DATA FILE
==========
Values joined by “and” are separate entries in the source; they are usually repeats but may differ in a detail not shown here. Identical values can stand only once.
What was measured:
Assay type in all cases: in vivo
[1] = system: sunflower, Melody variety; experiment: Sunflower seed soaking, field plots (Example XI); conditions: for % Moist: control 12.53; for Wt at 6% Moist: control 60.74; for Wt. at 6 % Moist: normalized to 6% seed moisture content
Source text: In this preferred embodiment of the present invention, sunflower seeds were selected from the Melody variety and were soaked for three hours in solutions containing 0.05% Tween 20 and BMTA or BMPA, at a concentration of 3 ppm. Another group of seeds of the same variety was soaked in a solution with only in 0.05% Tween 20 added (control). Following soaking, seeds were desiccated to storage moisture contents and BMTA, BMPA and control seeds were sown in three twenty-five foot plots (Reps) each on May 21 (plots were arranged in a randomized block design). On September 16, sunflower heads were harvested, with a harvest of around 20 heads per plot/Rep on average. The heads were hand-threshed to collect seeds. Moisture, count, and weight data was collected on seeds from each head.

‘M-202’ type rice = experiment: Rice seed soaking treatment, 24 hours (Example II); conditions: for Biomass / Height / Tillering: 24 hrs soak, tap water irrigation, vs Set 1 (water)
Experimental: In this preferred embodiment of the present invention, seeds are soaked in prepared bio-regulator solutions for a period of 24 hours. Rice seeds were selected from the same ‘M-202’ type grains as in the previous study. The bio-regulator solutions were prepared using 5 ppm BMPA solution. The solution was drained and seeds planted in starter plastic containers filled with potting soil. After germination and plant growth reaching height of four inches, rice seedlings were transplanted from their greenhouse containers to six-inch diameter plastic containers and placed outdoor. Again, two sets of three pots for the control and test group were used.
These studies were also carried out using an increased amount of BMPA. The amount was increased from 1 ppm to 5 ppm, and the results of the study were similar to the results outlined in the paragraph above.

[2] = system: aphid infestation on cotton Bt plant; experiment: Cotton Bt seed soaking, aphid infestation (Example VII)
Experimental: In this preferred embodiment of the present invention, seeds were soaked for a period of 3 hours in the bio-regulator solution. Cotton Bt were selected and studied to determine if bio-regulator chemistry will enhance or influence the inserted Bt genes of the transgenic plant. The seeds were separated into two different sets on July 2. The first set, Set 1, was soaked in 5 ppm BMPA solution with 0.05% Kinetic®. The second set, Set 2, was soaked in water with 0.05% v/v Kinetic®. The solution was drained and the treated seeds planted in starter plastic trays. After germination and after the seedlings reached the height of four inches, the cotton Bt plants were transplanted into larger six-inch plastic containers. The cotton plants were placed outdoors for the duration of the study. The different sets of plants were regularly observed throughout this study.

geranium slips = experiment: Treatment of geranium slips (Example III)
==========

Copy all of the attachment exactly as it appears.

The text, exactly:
Values joined by “and” are separate entries in the source; they are usually repeats but may differ in a detail not shown here. Identical values can stand only once.
What was measured:
Assay type in all cases: in vivo
[1] = system: sunflower, Melody variety; experiment: Sunflower seed soaking, field plots (Example XI); conditions: for % Moist: control 12.53; for Wt at 6% Moist: control 60.74; for Wt. at 6 % Moist: normalized to 6% seed moisture content
Source text: In this preferred embodiment of the present invention, sunflower seeds were selected from the Melody variety and were soaked for three hours in solutions containing 0.05% Tween 20 and BMTA or BMPA, at a concentration of 3 ppm. Another group of seeds of the same variety was soaked in a solution with only in 0.05% Tween 20 added (control). Following soaking, seeds were desiccated to storage moisture contents and BMTA, BMPA and control seeds were sown in three twenty-five foot plots (Reps) each on May 21 (plots were arranged in a randomized block design). On September 16, sunflower heads were harvested, with a harvest of around 20 heads per plot/Rep on average. The heads were hand-threshed to collect seeds. Moisture, count, and weight data was collected on seeds from each head.

‘M-202’ type rice = experiment: Rice seed soaking treatment, 24 hours (Example II); conditions: for Biomass / Height / Tillering: 24 hrs soak, tap water irrigation, vs Set 1 (water)
Experimental: In this preferred embodiment of the present invention, seeds are soaked in prepared bio-regulator solutions for a period of 24 hours. Rice seeds were selected from the same ‘M-202’ type grains as in the previous study. The bio-regulator solutions were prepared using 5 ppm BMPA solution. The solution was drained and seeds planted in starter plastic containers filled with potting soil. After germination and plant growth reaching height of four inches, rice seedlings were transplanted from their greenhouse containers to six-inch diameter plastic containers and placed outdoor. Again, two sets of three pots for the control and test group were used.
These studies were also carried out using an increased amount of BMPA. The amount was increased from 1 ppm to 5 ppm, and the results of the study were similar to the results outlined in the paragraph above.

[2] = system: aphid infestation on cotton Bt plant; experiment: Cotton Bt seed soaking, aphid infestation (Example VII)
Experimental: In this preferred embodiment of the present invention, seeds were soaked for a period of 3 hours in the bio-regulator solution. Cotton Bt were selected and studied to determine if bio-regulator chemistry will enhance or influence the inserted Bt genes of the transgenic plant. The seeds were separated into two different sets on July 2. The first set, Set 1, was soaked in 5 ppm BMPA solution with 0.05% Kinetic®. The second set, Set 2, was soaked in water with 0.05% v/v Kinetic®. The solution was drained and the treated seeds planted in starter plastic trays. After germination and after the seedlings reached the height of four inches, the cotton Bt plants were transplanted into larger six-inch plastic containers. The cotton plants were placed outdoors for the duration of the study. The different sets of plants were regularly observed throughout this study.

geranium slips = experiment: Treatment of geranium slips (Example III)